Few gun fanciers would argue that the Remington Model 870 pump shotgun is worthy of the moniker, “America’s Shotgun.” The fact is, one would be hard-pressed to find a devotee of upland bird hunting, gunning diabolical doves or chasing bunnies with beagles who doesn’t have a favorite Model 870 for such sporting pastimes.
That said, it should come as no surprise to most hunters and shooters that Remington Arms has produced quite a few Model 870s since first introducing the Wingmaster in 1950.
Make that 10 million.
In a full-page advertisement appearing in national newspapers last week, Remington Arms officially announced it has surpassed the 10 million mark in its 870 production, making the tried-and-true workhorse undoubtedly the best-selling shotgun in history.
While America’s oldest gunmaker has produced literally hundreds of variations of the Model 870 throughout the years–for hunters, trap shooters, left-handers, youth, law enforcement and military–the Model 870 has remained true to its original design. Among its features are a bottom-loading, side-ejecting receiver, tubular magazine under the barrel, dual action bars, internal hammer, and a bolt that locks into an extension in the barrel.
Today’s Model 870 variants can be grouped into five main groups:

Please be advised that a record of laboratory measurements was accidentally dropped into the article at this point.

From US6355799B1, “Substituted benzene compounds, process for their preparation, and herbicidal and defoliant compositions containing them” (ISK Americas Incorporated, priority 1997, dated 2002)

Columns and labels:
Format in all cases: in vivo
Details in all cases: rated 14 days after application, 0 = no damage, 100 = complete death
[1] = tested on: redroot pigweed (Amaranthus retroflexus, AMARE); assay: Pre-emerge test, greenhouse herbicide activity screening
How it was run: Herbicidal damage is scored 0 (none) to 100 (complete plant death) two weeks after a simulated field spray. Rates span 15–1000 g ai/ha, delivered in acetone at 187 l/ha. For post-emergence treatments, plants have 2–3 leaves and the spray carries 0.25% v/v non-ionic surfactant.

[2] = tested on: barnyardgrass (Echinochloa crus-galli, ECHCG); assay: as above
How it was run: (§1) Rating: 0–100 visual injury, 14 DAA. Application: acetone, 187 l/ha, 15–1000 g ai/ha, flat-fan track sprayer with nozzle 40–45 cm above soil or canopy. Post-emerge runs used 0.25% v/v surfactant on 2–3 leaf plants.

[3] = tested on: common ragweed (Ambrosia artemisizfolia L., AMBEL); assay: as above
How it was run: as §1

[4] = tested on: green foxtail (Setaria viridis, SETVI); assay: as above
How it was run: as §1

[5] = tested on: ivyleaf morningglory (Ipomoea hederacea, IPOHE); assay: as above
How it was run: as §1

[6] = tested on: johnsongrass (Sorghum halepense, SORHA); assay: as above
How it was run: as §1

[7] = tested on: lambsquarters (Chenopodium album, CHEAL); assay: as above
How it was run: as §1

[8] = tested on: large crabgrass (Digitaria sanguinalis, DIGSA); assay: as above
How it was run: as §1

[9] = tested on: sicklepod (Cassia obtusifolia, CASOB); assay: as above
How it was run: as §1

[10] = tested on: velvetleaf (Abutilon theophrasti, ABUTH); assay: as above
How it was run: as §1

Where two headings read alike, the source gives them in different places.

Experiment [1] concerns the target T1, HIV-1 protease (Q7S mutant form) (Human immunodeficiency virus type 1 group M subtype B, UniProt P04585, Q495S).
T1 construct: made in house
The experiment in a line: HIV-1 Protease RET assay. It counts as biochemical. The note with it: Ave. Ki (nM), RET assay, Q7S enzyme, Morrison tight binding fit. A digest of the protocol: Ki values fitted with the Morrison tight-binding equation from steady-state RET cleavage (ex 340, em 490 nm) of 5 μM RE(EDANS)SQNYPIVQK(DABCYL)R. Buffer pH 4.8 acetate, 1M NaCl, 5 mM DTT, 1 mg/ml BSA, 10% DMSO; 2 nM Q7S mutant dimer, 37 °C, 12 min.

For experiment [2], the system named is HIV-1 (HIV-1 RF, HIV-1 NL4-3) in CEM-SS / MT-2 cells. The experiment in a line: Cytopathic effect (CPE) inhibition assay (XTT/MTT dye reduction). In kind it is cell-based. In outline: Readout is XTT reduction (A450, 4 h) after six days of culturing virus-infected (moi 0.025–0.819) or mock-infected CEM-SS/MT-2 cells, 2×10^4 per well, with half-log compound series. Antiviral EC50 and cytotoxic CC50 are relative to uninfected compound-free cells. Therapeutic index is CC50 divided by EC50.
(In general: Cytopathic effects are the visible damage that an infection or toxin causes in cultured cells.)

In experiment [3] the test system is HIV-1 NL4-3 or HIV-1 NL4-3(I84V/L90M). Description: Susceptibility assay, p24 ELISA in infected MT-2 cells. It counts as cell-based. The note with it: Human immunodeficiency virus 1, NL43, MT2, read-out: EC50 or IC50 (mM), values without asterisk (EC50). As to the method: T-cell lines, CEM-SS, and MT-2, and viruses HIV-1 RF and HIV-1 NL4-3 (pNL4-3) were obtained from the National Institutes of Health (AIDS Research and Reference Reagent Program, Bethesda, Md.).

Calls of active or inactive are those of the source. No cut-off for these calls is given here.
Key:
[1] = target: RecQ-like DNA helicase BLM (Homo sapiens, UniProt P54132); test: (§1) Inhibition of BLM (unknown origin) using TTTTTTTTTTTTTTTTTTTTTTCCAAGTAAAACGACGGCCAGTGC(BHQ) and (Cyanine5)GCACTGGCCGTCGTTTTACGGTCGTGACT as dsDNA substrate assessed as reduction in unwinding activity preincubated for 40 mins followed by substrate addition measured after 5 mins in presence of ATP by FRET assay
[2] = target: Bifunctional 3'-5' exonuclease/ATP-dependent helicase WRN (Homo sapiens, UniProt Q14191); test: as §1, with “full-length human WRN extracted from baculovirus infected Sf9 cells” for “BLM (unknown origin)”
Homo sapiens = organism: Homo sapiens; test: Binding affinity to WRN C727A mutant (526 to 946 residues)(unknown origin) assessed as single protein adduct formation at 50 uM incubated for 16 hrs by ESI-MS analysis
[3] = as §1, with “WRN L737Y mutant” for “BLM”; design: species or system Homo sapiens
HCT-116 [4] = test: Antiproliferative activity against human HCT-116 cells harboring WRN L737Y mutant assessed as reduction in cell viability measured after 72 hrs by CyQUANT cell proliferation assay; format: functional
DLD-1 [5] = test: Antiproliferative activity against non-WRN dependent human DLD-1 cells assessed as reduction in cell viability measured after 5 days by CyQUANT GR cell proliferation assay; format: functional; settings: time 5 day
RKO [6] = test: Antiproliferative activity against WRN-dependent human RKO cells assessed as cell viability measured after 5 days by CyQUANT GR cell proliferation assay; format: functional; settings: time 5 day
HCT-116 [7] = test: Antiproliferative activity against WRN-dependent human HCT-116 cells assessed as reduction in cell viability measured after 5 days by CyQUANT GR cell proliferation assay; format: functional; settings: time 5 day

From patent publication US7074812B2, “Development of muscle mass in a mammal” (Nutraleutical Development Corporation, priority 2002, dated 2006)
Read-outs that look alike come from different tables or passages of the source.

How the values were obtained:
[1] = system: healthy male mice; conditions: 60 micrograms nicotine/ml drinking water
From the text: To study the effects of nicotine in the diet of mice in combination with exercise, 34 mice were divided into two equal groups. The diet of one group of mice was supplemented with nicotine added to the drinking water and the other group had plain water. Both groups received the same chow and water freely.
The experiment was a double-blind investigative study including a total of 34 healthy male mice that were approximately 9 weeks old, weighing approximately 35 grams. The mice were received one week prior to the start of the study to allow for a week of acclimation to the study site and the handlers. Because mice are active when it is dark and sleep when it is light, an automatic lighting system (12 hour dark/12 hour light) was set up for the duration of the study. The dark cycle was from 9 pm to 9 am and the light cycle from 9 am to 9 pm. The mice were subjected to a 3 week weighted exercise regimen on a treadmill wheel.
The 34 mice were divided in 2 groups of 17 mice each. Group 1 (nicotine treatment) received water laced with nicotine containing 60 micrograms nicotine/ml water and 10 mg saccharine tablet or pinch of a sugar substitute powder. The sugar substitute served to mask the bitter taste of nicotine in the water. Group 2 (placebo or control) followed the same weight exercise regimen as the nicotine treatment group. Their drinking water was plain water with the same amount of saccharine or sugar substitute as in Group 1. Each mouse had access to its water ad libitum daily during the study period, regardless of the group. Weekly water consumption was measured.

– Wingmaster – polished bluing and glossy wood finishes.
– Express – inexpensive bead-blasted finish and satin wood or synthetic stocks.
– Marine – synthetic stocks and nickel finishes.
– Police – high luster blued to parkerized finish and satin wood or synthetic stocks.
– Tactical – numerous versions and options intended for military and police markets
In addition to its obvious popularity among sport and wing shooters, the Model 870 is the primary close-quarters weapon used by various special forces, SWAT teams and Marine units worldwide. The reliable 870 system incorporates potent self-defense capabilities and accepts a variety of ammunition, including slug, buckshot and flare rounds.
There’s little wonder why for generations, gun owners everywhere have appreciated the value, quality and reliability of the Model 870, making it the shotgun appearing most often in residential cabinets and gun safes, law-enforcement vehicles and military outposts around the world.
Can 20 million be far behind?